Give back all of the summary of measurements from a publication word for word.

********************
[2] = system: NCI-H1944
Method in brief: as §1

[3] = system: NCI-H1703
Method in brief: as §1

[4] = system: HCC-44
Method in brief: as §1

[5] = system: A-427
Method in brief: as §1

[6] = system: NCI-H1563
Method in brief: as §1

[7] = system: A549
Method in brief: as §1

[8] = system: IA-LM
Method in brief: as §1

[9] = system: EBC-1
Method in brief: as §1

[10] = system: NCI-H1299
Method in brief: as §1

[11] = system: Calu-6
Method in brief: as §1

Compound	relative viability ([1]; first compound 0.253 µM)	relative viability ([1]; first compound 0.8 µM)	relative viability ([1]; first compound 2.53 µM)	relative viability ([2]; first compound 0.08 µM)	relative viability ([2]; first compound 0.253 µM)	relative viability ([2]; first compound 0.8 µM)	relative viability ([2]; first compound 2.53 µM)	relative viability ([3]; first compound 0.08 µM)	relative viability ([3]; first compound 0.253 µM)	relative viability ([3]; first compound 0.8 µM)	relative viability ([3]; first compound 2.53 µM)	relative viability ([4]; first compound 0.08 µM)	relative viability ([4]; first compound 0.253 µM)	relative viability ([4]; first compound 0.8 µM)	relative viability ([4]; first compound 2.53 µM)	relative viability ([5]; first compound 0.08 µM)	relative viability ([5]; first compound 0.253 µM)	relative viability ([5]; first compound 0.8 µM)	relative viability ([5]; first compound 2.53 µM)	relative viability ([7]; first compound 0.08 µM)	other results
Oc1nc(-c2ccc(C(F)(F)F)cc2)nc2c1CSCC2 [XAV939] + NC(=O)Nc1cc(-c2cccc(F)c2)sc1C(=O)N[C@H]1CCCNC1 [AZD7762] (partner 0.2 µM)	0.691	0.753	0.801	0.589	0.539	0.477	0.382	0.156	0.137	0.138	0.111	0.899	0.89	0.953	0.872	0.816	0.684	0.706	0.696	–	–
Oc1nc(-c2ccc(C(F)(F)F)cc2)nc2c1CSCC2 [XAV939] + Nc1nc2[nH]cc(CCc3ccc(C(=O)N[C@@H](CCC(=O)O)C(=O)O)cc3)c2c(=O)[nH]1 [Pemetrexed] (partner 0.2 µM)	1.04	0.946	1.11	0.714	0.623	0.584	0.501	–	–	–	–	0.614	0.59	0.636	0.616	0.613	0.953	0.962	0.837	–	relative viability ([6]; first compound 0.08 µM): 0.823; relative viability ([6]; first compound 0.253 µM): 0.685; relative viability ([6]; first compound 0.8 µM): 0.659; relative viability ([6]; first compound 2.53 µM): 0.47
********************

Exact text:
[2] = system: NCI-H1944
Method in brief: as §1

[3] = system: NCI-H1703
Method in brief: as §1

[4] = system: HCC-44
Method in brief: as §1

[5] = system: A-427
Method in brief: as §1

[6] = system: NCI-H1563
Method in brief: as §1

[7] = system: A549
Method in brief: as §1

[8] = system: IA-LM
Method in brief: as §1

[9] = system: EBC-1
Method in brief: as §1

[10] = system: NCI-H1299
Method in brief: as §1

[11] = system: Calu-6
Method in brief: as §1

Compound	relative viability ([1]; first compound 0.253 µM)	relative viability ([1]; first compound 0.8 µM)	relative viability ([1]; first compound 2.53 µM)	relative viability ([2]; first compound 0.08 µM)	relative viability ([2]; first compound 0.253 µM)	relative viability ([2]; first compound 0.8 µM)	relative viability ([2]; first compound 2.53 µM)	relative viability ([3]; first compound 0.08 µM)	relative viability ([3]; first compound 0.253 µM)	relative viability ([3]; first compound 0.8 µM)	relative viability ([3]; first compound 2.53 µM)	relative viability ([4]; first compound 0.08 µM)	relative viability ([4]; first compound 0.253 µM)	relative viability ([4]; first compound 0.8 µM)	relative viability ([4]; first compound 2.53 µM)	relative viability ([5]; first compound 0.08 µM)	relative viability ([5]; first compound 0.253 µM)	relative viability ([5]; first compound 0.8 µM)	relative viability ([5]; first compound 2.53 µM)	relative viability ([7]; first compound 0.08 µM)	other results
Oc1nc(-c2ccc(C(F)(F)F)cc2)nc2c1CSCC2 [XAV939] + NC(=O)Nc1cc(-c2cccc(F)c2)sc1C(=O)N[C@H]1CCCNC1 [AZD7762] (partner 0.2 µM)	0.691	0.753	0.801	0.589	0.539	0.477	0.382	0.156	0.137	0.138	0.111	0.899	0.89	0.953	0.872	0.816	0.684	0.706	0.696	–	–
Oc1nc(-c2ccc(C(F)(F)F)cc2)nc2c1CSCC2 [XAV939] + Nc1nc2[nH]cc(CCc3ccc(C(=O)N[C@@H](CCC(=O)O)C(=O)O)cc3)c2c(=O)[nH]1 [Pemetrexed] (partner 0.2 µM)	1.04	0.946	1.11	0.714	0.623	0.584	0.501	–	–	–	–	0.614	0.59	0.636	0.616	0.613	0.953	0.962	0.837	–	relative viability ([6]; first compound 0.08 µM): 0.823; relative viability ([6]; first compound 0.253 µM): 0.685; relative viability ([6]; first compound 0.8 µM): 0.659; relative viability ([6]; first compound 2.53 µM): 0.47